performed by the Taipei Symphony Orchestra and National Taiwan Symphony Orchestra under Lan Shui, with:
Emma Bell, soprano
左涵瀛 (Hanying Tso), soprano
黃莉錦 (Li-Chin Huang), soprano
Charlotte Hellekant, alto
陳珮琪 (Pei-Chi Chen), alto
Barry Banks, tenor
巫白玉璽 (Wu Bai-Yu-Hsi), baritone
沈洋 (Shenyang), bass
and five choirs (photo at the bottom of this article).
Need I express how thrilled I am to finally have the chance to hear Mahler 8 live? Well, I can’t. It’s the final symphony of Mahler’s, excepting the tenth, which I do hope to hear, that I hadn’t heard live, until tonight.
Two local orchestras joined forces for this gargantuan performance, totaling more than 500 people onstage. There was the National Taiwan Symphony Orchestra, or NTSO, and the Taipei Symphony, the former being the oldest orchestra in the country. Lan Shui has cooperated with them on many occasions, and they’ve recently been offering really wonderful musicianship in the recent performances of theirs that I’ve heard, almost all Mahler (Das Lied, 1, and 7 in just the past year, not counting their 5 and 9 that I didn’t attend). They’ll be doing 3 in December, but you couldn’t ask for a more grandiose season opener than Mahler’s ‘Sinfonie der Tausend’.
I still remember the first time I put on Mahler’s eighth. I’d been making an earnest effort to digest the earlier symphonies, and I’d gotten up to the sixth, and while on still a very surface level, I was proud with the overall impression I had of the six works. I’d still not really come to have a real full understanding of the seventh, but the first time I put on the eighth, which happened to be Solti’s recording, which happens to be the absolute best recording there is of the work, my jaw literally dropped. I was speechless.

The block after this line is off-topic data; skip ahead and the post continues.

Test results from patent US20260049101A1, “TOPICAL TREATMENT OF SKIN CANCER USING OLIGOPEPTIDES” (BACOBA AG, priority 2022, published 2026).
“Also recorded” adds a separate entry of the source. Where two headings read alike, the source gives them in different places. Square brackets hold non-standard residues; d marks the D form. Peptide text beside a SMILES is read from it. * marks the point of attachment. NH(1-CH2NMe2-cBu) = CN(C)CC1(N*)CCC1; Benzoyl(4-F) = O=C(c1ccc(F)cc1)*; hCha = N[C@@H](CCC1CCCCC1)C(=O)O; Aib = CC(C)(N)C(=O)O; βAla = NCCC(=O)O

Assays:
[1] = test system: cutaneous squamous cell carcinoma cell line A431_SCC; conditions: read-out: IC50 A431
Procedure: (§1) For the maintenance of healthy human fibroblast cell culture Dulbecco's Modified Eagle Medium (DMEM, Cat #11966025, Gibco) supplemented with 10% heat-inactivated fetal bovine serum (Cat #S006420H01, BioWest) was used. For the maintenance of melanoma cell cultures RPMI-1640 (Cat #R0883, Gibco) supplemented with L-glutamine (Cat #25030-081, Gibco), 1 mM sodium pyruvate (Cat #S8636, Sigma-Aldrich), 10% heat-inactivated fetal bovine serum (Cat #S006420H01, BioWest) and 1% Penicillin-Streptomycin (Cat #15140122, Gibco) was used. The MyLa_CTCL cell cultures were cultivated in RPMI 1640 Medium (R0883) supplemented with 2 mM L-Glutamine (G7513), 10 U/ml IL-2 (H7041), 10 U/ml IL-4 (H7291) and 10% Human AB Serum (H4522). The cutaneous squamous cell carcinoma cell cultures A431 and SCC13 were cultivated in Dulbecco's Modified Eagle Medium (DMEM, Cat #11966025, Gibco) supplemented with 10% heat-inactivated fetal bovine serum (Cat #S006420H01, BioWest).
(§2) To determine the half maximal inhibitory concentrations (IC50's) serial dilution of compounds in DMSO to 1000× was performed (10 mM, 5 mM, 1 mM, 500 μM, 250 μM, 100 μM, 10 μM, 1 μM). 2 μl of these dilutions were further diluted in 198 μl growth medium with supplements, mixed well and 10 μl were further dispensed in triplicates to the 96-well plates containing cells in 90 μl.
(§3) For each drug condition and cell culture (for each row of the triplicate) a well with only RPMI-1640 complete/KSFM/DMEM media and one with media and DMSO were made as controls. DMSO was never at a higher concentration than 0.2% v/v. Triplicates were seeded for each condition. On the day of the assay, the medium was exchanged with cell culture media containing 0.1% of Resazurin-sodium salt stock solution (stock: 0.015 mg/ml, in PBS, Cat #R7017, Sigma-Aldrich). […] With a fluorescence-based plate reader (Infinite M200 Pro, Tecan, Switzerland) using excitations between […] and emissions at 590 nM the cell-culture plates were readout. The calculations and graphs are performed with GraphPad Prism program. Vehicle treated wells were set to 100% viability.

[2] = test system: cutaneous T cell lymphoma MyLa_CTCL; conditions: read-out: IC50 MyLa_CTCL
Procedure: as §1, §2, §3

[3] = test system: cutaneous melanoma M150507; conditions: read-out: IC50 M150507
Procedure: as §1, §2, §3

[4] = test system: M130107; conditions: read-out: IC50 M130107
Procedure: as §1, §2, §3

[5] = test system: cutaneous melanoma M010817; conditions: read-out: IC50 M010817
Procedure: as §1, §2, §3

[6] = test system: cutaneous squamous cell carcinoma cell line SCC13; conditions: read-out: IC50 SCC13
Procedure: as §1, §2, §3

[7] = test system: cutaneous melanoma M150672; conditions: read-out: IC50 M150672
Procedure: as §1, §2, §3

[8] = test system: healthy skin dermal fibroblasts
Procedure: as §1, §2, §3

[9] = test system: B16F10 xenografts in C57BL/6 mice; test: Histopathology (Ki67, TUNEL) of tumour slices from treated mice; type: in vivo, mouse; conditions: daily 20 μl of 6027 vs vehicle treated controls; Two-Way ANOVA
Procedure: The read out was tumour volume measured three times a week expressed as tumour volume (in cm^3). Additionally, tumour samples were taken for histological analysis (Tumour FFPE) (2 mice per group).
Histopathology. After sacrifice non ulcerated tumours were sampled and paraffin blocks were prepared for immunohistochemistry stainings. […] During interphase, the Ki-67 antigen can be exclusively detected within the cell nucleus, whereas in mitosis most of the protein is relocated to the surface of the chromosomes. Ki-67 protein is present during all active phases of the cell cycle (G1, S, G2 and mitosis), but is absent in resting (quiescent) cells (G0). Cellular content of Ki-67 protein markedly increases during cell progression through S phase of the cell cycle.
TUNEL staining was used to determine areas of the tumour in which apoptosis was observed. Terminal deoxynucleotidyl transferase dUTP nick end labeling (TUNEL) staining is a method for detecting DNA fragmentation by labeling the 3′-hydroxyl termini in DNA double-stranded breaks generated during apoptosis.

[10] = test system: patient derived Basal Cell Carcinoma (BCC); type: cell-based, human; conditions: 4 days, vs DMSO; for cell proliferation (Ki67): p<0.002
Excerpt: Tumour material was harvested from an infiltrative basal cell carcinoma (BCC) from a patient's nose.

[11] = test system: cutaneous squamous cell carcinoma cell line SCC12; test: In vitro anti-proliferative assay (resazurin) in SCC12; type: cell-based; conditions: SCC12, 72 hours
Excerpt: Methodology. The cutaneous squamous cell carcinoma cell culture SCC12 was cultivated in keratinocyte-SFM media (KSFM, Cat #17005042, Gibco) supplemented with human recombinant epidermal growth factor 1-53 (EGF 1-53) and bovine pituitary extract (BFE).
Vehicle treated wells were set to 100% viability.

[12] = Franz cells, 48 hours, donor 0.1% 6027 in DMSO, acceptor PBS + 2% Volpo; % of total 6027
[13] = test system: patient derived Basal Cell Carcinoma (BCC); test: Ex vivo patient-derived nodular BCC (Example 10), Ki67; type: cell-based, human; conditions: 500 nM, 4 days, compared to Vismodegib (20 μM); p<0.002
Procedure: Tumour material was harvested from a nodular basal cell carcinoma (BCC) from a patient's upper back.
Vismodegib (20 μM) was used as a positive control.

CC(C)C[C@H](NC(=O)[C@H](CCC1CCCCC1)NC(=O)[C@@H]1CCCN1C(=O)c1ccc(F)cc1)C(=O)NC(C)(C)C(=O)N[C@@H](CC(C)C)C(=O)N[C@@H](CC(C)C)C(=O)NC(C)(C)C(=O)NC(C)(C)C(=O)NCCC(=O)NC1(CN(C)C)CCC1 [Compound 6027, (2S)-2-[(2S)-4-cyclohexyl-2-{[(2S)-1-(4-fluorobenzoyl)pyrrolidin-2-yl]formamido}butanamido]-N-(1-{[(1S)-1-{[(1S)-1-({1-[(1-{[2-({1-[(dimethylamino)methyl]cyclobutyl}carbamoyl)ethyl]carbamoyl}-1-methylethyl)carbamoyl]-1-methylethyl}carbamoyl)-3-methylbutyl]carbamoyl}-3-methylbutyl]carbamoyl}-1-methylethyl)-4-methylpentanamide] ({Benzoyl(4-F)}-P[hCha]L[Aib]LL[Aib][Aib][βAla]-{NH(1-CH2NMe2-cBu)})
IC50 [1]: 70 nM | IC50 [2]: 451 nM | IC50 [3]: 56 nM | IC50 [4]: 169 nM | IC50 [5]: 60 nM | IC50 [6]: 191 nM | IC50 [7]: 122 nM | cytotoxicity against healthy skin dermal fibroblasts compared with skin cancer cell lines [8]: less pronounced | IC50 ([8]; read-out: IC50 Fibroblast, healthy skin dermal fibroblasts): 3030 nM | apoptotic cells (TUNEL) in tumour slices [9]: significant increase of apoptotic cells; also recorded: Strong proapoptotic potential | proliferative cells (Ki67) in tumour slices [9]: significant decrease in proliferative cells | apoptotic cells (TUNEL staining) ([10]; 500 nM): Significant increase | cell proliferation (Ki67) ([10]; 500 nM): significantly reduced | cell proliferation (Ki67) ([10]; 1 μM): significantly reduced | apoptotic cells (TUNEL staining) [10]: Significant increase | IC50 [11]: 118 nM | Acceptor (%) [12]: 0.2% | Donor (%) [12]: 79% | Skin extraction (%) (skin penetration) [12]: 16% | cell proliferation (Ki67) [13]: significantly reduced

And I was speechless tonight.
‘Surreal’ is one of those words that’s overused, like ‘awesome’ in the true sense of awesome, but it really was surreal. Maybe I’m just fanboy-ing a little bit, but I’m still feeling the radiant warm glow of an astonishingly powerful Mahler 8.
If you know me in person, you may have seen me carrying the score around recently, with sticky notes and pencil, maybe cuing a horn or chorus off to the left of my desk. I have in my library a half a dozen recordings of this work, but there’s just nothing that can prepare you for that first growl of the organ and the ‘Veni…‘ that comes after it. It was absolutely 100% surreal.
For one, I feel that this is a thing that shouldn’t exist. Speaking of the piece itself, which I wrote about already more than a year ago, it’s just monumental, a wonder of the musical world. It is a testament to Mahler’s genius that something can be this enormous and yet still be so clear. It’s in some superposition, where the whole thing is so dense that it should collapse in on itself in a massive tumble of horns, harps and choruses, but instead it’s a mellifluous, astoundingly powerful thing of beauty. But enough about the piece itself.
Credit to the composer aside, it really takes something to bring this work to life in a manner that does it justice while not going up in flames. Lan Shui leading the NTSO/TSO seemed like a partnership that’s been ongoing for decades. He led the massive forces with aplomb, a strong command of the music, and a very good treatment of the music. There was only one section that really had me surprised at how briskly it was taken, almost to a distasteful degree (Una Poenitentium’s ‘Neige, neige, du Ohnegleiche). It’s such a heavenly, light little corner of this work and they blazed right on through it, but that aside, it was a superb reading.
As for the performance, I expected it to be good. Both the NTSO and TSO have been doing very well lately. The NTSO’s Mahler 2 almost two years ago was passionate and fiery, but left something to be desired technically. Their Mahler 1, 7, and Das Lied were much more compelling efforts, so I expected it to be great, but I was astounded at the level of playing.